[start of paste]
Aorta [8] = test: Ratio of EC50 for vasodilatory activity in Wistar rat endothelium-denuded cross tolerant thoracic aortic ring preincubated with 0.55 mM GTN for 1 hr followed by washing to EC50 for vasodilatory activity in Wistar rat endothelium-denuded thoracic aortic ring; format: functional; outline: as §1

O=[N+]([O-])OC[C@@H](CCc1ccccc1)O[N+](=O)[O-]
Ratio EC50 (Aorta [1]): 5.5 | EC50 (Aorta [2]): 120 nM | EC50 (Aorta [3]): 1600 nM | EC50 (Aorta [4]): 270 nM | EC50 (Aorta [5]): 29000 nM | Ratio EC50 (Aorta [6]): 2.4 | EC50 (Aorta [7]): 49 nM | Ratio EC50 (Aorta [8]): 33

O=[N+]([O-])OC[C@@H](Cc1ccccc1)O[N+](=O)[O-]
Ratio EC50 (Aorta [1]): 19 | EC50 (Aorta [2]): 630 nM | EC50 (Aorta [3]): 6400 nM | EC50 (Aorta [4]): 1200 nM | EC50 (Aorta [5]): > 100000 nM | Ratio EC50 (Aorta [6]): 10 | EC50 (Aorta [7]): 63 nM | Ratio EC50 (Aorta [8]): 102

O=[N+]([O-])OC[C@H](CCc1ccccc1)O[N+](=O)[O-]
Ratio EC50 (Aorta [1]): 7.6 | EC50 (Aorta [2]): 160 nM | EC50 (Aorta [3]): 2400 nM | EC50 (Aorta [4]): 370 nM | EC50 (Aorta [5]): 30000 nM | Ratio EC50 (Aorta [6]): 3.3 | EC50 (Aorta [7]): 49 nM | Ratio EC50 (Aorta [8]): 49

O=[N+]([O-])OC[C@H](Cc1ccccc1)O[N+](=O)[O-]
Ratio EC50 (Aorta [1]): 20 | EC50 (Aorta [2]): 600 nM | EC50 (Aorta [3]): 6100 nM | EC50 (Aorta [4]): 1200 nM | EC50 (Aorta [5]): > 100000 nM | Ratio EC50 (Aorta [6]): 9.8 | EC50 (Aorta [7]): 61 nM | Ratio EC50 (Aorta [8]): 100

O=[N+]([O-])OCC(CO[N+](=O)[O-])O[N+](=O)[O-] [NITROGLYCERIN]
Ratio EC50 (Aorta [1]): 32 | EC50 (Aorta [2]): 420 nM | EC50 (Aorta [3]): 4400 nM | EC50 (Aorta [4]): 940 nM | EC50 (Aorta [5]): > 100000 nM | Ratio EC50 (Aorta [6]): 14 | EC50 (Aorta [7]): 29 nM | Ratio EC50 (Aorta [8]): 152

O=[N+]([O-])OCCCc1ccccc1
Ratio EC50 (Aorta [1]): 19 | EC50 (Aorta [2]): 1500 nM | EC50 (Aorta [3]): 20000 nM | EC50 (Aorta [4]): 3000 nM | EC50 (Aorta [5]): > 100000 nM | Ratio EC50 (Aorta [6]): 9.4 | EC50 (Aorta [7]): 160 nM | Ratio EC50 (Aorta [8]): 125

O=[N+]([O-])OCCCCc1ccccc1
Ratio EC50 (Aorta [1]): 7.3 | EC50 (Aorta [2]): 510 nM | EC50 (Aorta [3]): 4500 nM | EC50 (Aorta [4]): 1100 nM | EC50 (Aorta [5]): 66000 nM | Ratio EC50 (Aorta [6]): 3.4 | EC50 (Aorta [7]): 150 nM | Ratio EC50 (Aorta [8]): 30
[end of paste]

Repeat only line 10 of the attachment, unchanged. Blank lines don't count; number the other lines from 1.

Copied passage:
O=[N+]([O-])OCC(CO[N+](=O)[O-])O[N+](=O)[O-] [NITROGLYCERIN]